deceiveth all things." Tha sermon wa
uplifting. Man was considered from
the standpoint of the "natural man, the
carnal man and the spiritual man." It
was one of the sermons to be remem
bered. The afternoon and evening con
gregations were good, there being at
least 175 present in the evening. At
the close of the evening service several
hands were raised for prayer.
The following families have occu
pied their cottages: Mrs. Holt, Moline;
Gus O'iBon, Reynolds, Frank Rathburn,
Preemption; Will Clark, Aledo; Minor
Curtiss, Pleasant Ridge; John Martin,
John Upton, Fo.cter Armstrong, J. R.
Snic'er, Preemption; John Gardner,
Viola; John Vanderslice, Milan; John
Price, Hazel Dell; Edward Love, Pre
emption; Mrs. Tyler, Illinois City; Mrs.
Titterington, Edgington; Byron Jor
don, Orion; D. A. Clark, Preemption;
Mrs. Cromwell, Moline; A. Tindall,
Milan; Mrs. Hingstrom, Rock Island;
Rev. Alfred Dixon, Milan; H. K. Walk
er, Rock Islarhd; Rev. F. J. Giddings,
Preemption; C. C. Clark,' Preemption;
J. S. McConnell, McConnell's Chapel;
John Truxell, Moline.
Amendments Proposed at Chi
cago Meeting Called Dis
ruption of Reform.
Washington, D. C, Aug. 26. Presi
dent Wilson will veto any currency
bill sent him by congress carrying a
provision for a central bank of con
trol of issue of currency or any of the
other cardinal features of the recom
mendations of the bankers' conference
The president considers the sugges
tions of the bankers disruptive of the
entire currency reform plan of the dem
ocratic party and in direct antagonism
to the provisions of the Baltimore con
vention platform which demanded
equal, treatment for all bank custom
ers. Congressional -friends of the presi
dent carried this idea of the presi
dent's position on currency legislation
to the house democratic caucus yes
terday and it was injected into consid
eration of the Glass-Owen currency bill
and senate tolerance of amendments
to which agreements had been given1
The bankers' recommendations will
not be considered by the house unless
tbey are presented by a republican
member, and then they will be bowled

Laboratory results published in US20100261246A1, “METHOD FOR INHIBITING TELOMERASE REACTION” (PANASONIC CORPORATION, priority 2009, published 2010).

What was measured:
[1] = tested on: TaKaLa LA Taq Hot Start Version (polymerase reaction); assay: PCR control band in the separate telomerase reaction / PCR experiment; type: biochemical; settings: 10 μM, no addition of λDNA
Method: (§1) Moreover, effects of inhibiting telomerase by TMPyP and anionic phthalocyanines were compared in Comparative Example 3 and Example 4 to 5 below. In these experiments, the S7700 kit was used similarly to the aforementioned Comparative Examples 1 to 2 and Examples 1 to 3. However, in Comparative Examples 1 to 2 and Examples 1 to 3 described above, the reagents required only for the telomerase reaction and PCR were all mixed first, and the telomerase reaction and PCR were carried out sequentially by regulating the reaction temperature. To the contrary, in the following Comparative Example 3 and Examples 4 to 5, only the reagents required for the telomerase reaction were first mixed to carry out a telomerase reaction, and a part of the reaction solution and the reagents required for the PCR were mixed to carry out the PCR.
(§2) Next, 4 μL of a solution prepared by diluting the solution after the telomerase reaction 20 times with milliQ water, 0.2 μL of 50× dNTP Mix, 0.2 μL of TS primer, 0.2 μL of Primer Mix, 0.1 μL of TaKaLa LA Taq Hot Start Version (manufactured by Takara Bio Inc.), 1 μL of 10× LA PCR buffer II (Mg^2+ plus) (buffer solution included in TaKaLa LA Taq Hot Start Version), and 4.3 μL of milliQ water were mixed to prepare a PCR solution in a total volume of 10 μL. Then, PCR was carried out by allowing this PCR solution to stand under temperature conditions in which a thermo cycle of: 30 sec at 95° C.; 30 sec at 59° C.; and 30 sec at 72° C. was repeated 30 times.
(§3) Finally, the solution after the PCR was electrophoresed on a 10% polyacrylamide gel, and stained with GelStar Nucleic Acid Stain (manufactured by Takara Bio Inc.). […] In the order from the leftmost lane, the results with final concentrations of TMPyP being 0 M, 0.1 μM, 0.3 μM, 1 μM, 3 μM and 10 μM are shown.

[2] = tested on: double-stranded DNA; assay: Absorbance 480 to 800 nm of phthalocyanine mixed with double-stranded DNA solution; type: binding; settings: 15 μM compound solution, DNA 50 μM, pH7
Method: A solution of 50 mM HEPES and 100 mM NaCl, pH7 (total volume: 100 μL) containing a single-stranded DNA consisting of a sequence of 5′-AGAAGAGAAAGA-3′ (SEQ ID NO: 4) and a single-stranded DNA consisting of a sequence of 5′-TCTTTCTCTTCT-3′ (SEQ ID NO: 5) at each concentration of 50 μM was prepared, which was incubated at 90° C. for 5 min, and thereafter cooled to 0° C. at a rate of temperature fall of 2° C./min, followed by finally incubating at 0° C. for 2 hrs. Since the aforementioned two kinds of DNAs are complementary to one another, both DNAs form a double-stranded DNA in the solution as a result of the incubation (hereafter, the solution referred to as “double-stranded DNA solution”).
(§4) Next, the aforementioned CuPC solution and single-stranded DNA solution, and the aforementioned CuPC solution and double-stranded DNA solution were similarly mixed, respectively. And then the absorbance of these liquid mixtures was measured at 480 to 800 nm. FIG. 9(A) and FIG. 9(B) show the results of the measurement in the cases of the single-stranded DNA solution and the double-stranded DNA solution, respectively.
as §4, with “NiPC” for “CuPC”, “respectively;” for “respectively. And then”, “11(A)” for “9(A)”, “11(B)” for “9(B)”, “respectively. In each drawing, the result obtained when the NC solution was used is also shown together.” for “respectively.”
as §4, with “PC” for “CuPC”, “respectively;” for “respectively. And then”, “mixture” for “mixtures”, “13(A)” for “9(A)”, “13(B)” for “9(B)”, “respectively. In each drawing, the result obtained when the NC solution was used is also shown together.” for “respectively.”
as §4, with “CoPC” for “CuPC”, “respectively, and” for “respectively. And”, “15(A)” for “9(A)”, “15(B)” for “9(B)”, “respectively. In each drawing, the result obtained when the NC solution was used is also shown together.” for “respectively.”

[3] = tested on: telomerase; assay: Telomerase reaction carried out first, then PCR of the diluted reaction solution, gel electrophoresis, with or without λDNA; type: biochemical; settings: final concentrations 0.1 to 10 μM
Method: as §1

ovr with as little discussion as possi
ble. The bankers will make their fight
in the senate. House members would
not even discuss the bankers' amend
ments yesterday. Cnairman Glass and
other members of the house banking
and currency committee agreed in con
demnation of the changes proposed.
Representative Henry, leader in the
figirt.for an agricultural currency, wis
deserted by his followers aud saw
them vote for the following compro
mise provision, which was written into
the currency bill without a dissenting
"Upon the indorsement of any mem
ber bank, any federal reserve bank
may discount notes and bills of ex
change arising out of commercial trans
actions; that is, notes and bills of
exchange issued or drawn for agricul
tural, industrial or commercial pur-
Flood. Height Chng.
St. Paul 14 2.6 xO.l
Red Wing 14 2.5 0.2
Reed's Landing ... . 12 2.9 0.0
La Crosse 12 2 8 0.0
Lansing 18 3.3 xO.l
Prairie du Chien ...18 3.1 0.2
Dubuque 18 3.7 0.1
Le Claire 10 1.4 0.0
Rock Island 15 2.9 0.2
A falling tendency In the Mississippi
wo continue from below Dubuque to
J. M. SHERIER. Local Forecaster.
New York Peter Kelly, a motorman,
jumped off Brooklyn bridge at its high
est point and was bruised. He re
fused to tell why he jumped,
BUFFALO BILTS NEW DEAL
He Hat Signed Up to Finish the Sea
son With a Rival ShoA.
Buffalo Bill, after a long and spec
tacular career as a public showman
has fallen upon evil days in his old
age. His show became bankrupt in
Colorado and word now comes that this
was due to the action of Bonfils and
Tammen, proprietors of the ' Denver
Post and a paper in Kansas City. It
seems that these gentlemen are the
owners of the Sells-Floto show, and
that they loaned the Buffalo Bill aggre
gation $20,000 to start the season with
They also, according to the same story,
stood good for the printing account
with a Cincinnati concern. This
amounted to $66,000.
As soon, however, as the Buffalo
Bill-Pawnee Bill show got inside tht
Colorado state line, Bonfils and Tarn
men closed It up and put it out of busi
ness. They then signed Buffalo Bill
at a handeome salary for next season Argus.
Chinese Have Field Day.
Ithaca, N. Y Aug. 26. The Cornell
university Chinese track team yester
day won the annual intercollegiate
track meet, participated in solely by
Chinese students. This victory gives
to the Cornell team permanent pos
session of the silver cup donated by
the Chinese Students' club of Harvard.
In yesterday's events Cornell scored
an aggregate of 59 points, while Yale
and Michigan tied fcr second place
with 200 points each. The other point
scores were Syracuse, 4; Springfield